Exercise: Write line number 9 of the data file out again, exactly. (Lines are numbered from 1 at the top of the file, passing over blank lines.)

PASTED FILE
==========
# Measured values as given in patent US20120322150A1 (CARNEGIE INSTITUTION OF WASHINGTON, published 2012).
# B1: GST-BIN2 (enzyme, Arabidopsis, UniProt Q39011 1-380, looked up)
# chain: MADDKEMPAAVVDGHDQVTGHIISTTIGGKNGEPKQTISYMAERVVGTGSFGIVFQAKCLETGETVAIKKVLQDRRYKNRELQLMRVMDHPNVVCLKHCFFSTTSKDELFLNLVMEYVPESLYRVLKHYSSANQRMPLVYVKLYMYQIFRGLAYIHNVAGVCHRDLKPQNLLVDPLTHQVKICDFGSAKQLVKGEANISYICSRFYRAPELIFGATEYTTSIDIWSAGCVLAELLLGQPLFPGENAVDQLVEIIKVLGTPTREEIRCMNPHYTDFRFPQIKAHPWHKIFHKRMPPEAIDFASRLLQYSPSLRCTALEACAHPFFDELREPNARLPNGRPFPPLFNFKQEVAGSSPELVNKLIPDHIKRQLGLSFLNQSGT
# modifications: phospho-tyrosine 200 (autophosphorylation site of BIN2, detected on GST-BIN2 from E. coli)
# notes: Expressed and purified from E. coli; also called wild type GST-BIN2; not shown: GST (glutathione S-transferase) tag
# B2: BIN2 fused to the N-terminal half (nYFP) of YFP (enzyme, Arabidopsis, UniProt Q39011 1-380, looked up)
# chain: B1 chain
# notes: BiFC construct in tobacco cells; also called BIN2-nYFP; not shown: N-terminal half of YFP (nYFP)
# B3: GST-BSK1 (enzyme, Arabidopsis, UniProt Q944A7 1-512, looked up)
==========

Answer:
# B3: GST-BSK1 (enzyme, Arabidopsis, UniProt Q944A7 1-512, looked up)